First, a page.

Duffus said that the ones who cause the problems are of a criminal element, or irresponsible owners. "You can ban a breed, but criminals will just get another dog such as a Rottweiler or Shepherd to train to be mean. It would be good if you would bring back an animal control officer. Since you let yours go, I end up with the unwanted animals in boxes or tied up in front of my office, or even in my mailbox."
She said that she’s had a increase of animals being dumped on her since the animal control officer job was abolished.
Other related horror stories involving pit bulls.
Whitehall resident Charlene Rarey could barely speak beyond the tears as she relived a loss her family suffered in 1987.
"My three-year old niece was ripped apart and killed by an unprovoked pit bull in a few short minutes in Reynoldsburg.," Rarey said. "Whitehall is a great place to live with a great police department. Please consider the ban."
Another resident, John Bushby, is a property tax appraiser, and replayed an incident in the city when he parked his car in front of a home to do an appraisal. A homeowner let a pit out the door without a fence or leash.
He said that first the dog jumped all over his car scratching it, and then attacked a tire.
"He clamped down on the tire, and literally shook my car," said Bushby. "Imagine if that had been me or a child. I drove off, and didn’t care if I hit the dog, which I didn’t."
Barb Penn has lived in Whitehall most of her life, and does animal rescue and placement. She said through her experience, Whitehall has a serious pit bull problem.
Penn shared an incident where a pit attacked a human, clamping and holding on. A police officer shot and killed the dog, but that did not release the victim. The paramedics had to come and break the dog’s jaws to release the person in order to transport to the hospital.
After listening to about two hours of testimonies, council members offered that they appreciated all the input from both sides to help them be able to make a reasonable decision.
Anyone who could like to talk to a council member, pro or con, can call the council office at 237-8614 to obtain their phone numbers and email addresses.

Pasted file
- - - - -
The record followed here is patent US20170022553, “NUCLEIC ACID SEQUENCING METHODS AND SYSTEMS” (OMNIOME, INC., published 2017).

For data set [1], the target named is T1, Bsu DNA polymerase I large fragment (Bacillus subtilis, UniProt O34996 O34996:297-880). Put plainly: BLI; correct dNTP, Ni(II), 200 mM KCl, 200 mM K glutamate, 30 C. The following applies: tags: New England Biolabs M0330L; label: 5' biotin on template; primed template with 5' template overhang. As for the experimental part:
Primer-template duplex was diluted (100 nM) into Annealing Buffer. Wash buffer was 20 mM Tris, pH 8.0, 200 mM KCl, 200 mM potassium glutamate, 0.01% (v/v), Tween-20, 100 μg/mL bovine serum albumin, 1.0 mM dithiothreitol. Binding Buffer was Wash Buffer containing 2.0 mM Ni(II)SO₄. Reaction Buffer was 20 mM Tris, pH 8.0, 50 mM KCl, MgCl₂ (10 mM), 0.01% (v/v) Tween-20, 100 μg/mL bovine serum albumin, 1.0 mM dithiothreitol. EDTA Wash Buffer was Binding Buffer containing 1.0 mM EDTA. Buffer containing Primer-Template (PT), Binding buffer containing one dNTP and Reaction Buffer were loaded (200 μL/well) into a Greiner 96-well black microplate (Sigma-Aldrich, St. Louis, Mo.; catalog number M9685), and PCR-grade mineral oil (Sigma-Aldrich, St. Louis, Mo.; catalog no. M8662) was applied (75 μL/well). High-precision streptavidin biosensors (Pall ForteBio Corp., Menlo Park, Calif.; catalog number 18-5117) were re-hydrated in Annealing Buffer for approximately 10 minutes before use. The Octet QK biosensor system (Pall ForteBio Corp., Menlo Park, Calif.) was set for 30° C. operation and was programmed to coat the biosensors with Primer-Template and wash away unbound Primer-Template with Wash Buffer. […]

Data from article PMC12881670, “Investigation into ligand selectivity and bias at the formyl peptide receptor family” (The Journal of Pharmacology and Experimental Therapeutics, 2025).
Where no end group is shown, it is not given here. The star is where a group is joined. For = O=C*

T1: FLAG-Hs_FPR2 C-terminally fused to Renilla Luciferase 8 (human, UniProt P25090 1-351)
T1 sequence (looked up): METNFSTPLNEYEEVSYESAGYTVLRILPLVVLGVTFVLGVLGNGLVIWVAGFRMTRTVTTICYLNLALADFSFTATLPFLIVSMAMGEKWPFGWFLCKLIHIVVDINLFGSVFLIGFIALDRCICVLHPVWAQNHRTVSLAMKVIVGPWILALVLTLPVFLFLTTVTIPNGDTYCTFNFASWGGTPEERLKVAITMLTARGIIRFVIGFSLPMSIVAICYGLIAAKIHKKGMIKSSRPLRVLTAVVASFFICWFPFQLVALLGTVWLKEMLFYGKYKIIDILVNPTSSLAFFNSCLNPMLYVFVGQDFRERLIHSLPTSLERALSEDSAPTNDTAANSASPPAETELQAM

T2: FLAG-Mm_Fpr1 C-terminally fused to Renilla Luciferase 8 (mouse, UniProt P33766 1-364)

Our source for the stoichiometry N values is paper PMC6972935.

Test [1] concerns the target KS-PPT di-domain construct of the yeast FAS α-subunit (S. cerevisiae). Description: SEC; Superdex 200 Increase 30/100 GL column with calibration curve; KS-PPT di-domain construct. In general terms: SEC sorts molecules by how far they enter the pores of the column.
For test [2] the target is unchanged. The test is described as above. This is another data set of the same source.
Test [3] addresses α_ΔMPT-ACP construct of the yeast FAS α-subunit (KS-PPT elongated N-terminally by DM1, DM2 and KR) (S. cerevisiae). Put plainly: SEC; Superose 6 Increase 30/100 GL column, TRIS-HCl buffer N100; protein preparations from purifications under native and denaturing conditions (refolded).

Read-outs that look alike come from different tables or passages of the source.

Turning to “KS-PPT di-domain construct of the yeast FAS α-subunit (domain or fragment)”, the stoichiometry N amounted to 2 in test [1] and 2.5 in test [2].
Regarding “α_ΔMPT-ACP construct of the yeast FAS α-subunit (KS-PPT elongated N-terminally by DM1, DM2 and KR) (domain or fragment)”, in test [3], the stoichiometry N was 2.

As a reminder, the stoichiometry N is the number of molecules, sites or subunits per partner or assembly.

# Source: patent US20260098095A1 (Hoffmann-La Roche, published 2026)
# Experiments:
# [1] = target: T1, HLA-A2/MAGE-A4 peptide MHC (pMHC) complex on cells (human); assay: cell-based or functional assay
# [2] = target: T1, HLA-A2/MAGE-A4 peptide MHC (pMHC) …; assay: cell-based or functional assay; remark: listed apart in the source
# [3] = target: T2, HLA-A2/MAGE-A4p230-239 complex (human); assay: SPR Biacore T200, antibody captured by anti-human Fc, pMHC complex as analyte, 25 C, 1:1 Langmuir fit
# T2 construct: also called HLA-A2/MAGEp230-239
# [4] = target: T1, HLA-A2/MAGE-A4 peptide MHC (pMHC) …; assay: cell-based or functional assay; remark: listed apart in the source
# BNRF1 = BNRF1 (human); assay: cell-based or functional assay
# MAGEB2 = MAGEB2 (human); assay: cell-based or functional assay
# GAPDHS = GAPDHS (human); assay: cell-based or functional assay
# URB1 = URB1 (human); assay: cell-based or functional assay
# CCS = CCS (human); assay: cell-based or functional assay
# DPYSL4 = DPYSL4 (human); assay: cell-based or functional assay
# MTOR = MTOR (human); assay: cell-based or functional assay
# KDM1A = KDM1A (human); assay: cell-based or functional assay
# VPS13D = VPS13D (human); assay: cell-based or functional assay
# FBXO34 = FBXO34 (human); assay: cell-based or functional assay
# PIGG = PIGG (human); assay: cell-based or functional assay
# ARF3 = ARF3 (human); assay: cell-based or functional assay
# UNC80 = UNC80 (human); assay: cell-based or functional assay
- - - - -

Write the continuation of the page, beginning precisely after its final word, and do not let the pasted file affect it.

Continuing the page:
At the end of the meeting, Thompson told those who remained that she was not trying to do a mass massacre. Her legislation has a grandfather clause in it for anyone who would register their dog prior to passage, and that they would be given ample notice if they had to get rid of their dogs.
In her campaign platform last year she promised to address the pit bull issue, and that is what she said she is trying to do for the citizens who have contacted her with problems in their neighborhoods.
In other business, council approved the proposed FedX to be located on Poth Road. It will be in conjunction with the city’s Reinvestment Area Program with a ten- year commitment.
They also approved the mayor to apply for and accept a "2008 Assistance to Firefighters" grant from the Department of Homeland Security. The city’s match is 20%, and will enable the purchase of a new Fire Safety House, which is used to teach children at Safety Town. The cost is $50,000 and Whitehall would be responsible for $10,000.
A newly created job was approved with a salary range of $45,000-$65,000. A Deputy for Information Technology would be a full time position. The position would eliminate outside contracts for handling the day-to-day technological needs, and free up other employees who have been performing the trouble shooting.
The next council meeting will be April 1 at 7 p.m.